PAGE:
About this Plan
Classy. Control line speed model.
Quote: "Smooth and simple is about the best way to describe this sleek little Class II U-control model. This model represents the results of a great deal of effort to develop a Class A U-control model that would compare favorably with its larger, more powerful contemporaries. Its amazing record of ability and consistency, which includes the official Class II world's record of 72.58 mph made at the Wichita Nationals, is ample proof of its success toward this goal.
Construction of the model is so elementary that it presents a joy second only to its performance.
The first step in construction is to select a suitable' piece of mahogany or similar wood for the crutch and proceed to cut and taper it to the dimensions shown on the plan. This process' is greatly simplified, if a band or jig saw can be used.. If one is not available it is almost certain that with a little persuasion the saw at the nearest high school may be used. After the crutch mounts have been cut to size and tapered, they are laid inverted on the enlarged top view of the plane and the firewall of higrade 1/16 plywood is added.
Now, two pieces of medium 1/8 sheet are selected and cut to the required dimensions for the side walls of the model. After the addition of these, the bottom fuselage block may be marked and carved to approximate shape. It is then hollowed out with a grapefruit knife to the depth indicated on the plans and glued to the rest of the framework. Next, the lower front cowl is marked and cut to approximate shape and then laid aside for future hollowing.
The fuselage may now be removed from the plans and the top body block marked roughly, carved, and hollowed exactly as the bottom was.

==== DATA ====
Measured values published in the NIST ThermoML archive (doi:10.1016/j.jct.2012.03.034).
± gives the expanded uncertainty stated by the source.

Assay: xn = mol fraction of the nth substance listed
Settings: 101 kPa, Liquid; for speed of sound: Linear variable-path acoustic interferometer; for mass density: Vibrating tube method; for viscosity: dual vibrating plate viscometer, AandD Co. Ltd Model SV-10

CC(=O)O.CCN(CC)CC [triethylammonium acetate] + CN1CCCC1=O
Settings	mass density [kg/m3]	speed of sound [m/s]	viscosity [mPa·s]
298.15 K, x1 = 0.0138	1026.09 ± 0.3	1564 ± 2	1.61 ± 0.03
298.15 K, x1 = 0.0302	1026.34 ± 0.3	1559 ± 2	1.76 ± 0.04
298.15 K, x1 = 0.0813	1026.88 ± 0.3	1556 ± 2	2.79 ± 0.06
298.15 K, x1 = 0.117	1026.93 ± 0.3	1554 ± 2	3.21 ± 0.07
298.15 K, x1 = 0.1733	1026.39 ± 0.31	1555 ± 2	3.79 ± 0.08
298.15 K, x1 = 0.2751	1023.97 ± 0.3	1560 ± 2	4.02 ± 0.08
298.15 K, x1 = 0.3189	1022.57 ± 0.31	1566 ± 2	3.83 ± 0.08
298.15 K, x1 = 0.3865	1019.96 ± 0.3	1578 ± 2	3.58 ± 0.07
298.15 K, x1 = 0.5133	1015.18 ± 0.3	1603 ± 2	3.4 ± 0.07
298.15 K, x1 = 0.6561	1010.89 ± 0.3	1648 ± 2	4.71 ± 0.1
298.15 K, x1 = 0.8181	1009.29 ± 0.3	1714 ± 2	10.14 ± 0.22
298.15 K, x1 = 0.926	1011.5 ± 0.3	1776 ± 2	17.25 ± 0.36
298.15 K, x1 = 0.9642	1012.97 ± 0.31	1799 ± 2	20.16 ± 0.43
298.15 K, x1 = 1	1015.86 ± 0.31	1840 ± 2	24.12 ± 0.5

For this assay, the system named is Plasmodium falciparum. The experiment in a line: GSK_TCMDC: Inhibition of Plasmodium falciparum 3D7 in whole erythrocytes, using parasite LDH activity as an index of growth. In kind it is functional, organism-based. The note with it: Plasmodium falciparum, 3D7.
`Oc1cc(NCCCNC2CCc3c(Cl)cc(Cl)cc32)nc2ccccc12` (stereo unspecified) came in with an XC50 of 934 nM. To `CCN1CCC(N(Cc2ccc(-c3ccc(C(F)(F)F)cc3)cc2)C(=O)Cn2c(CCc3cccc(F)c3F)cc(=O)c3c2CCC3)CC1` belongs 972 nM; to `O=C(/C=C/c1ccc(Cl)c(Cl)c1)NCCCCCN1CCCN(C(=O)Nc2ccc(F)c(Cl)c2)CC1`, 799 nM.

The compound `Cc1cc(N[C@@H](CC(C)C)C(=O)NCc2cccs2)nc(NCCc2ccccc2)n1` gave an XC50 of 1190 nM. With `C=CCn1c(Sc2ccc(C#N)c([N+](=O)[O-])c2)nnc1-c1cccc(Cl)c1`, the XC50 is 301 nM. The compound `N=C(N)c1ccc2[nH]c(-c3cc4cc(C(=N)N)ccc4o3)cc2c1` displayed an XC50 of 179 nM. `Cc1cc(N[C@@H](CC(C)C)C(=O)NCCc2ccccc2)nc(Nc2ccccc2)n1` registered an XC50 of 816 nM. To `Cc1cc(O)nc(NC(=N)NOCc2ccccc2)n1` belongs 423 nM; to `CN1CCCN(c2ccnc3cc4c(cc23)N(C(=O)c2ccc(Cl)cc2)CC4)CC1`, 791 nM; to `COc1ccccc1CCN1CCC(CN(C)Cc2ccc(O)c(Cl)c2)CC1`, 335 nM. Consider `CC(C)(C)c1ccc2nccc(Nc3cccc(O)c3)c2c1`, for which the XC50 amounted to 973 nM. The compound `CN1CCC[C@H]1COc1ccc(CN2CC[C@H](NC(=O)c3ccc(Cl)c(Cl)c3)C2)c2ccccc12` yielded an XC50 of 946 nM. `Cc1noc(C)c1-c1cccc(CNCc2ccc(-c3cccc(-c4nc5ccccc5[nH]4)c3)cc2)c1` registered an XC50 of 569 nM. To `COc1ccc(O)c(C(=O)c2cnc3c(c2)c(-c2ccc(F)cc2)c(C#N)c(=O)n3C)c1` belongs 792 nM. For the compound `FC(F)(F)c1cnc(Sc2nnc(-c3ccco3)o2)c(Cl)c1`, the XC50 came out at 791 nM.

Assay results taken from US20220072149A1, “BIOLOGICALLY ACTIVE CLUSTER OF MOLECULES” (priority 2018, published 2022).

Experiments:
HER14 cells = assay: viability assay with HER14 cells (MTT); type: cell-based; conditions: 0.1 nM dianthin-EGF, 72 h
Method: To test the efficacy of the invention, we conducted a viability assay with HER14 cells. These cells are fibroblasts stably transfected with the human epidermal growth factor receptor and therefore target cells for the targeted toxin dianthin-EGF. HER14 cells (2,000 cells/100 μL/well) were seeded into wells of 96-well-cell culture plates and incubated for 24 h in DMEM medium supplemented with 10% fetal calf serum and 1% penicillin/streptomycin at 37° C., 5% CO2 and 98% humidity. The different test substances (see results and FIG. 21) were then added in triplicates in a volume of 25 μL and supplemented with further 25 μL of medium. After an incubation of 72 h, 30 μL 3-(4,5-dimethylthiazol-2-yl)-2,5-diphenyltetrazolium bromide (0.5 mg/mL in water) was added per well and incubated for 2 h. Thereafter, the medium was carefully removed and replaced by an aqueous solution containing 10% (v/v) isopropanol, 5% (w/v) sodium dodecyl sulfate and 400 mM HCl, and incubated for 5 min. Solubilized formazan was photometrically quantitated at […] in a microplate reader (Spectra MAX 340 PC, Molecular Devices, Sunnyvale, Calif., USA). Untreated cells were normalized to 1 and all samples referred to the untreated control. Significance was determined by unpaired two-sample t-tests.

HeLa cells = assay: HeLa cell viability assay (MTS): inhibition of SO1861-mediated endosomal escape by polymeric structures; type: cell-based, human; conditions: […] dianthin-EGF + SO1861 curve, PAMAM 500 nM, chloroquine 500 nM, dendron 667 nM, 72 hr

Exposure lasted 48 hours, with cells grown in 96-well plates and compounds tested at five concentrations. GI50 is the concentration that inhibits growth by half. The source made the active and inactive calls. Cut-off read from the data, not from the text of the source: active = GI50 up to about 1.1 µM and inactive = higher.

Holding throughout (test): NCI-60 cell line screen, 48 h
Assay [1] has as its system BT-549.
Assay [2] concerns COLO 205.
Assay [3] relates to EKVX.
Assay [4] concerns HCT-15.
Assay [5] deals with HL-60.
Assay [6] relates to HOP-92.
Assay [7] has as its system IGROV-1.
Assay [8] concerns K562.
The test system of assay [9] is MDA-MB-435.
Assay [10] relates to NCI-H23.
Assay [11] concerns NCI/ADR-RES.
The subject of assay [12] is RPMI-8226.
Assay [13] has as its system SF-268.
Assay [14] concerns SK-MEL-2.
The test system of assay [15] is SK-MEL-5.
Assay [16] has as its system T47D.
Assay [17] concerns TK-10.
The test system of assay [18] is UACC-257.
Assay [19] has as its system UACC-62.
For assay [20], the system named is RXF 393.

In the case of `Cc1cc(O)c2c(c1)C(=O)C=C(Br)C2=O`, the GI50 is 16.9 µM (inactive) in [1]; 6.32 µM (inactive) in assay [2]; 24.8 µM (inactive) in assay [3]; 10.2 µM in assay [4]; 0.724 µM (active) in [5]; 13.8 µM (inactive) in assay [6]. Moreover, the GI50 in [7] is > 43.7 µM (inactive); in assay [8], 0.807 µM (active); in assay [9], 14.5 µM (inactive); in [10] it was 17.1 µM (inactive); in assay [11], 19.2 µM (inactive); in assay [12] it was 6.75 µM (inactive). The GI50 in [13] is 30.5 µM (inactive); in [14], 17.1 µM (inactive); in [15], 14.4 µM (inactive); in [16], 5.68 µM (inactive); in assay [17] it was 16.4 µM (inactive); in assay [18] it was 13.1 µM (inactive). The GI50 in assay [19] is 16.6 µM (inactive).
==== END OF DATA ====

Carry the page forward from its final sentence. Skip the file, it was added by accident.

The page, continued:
At this point it is best temporarily to mount the motor with the regular 1/2 inch wood screws. With the motor in place, the lower cowling can be hollowed out to fit around the gas tank. Upon addition of the spinner, a small block may be placed between the front extremities of the crutch and carved to serve as a timer housing cowling. After the cowling and crutch have been carved to fit the spinner, add the top of the fuselage and fit it to the spinner. The motor may now be removed and laid aside.
A medium hard piece of 3/16 sheet balsa should be selected and the rudder carved from it so that the grain of the wood is parallel to the trailing edge. The rudder should be glued to the body top, using extreme care to attach it so that it is perfectly straight ahead. This part should now be set aside and allowed to dry completely.
The mahogany wing and control mount beams should now be added and given several coats of glue.
Hard 3/16 sheet balsa is advisable for the stabilizer, since it is struck by flying stones while landing and taking off. The stabilizer should be cut to the indicated outline and then sanded to an airfoil comparable to that of the wing - not a symmetrical foil. It is then cut down the line of the flipper and the flipper cut from the rear center section. One thirty-second music wire is used to connect the two flippers and is more firmly attached by the use of small staples made from straight pins. The control horn which may be made from an old tin can scrap should be soldered firmly to the center of the wire. Small U-shaped sheet metal hinges are used to attach the flipper to the stabilizer..."
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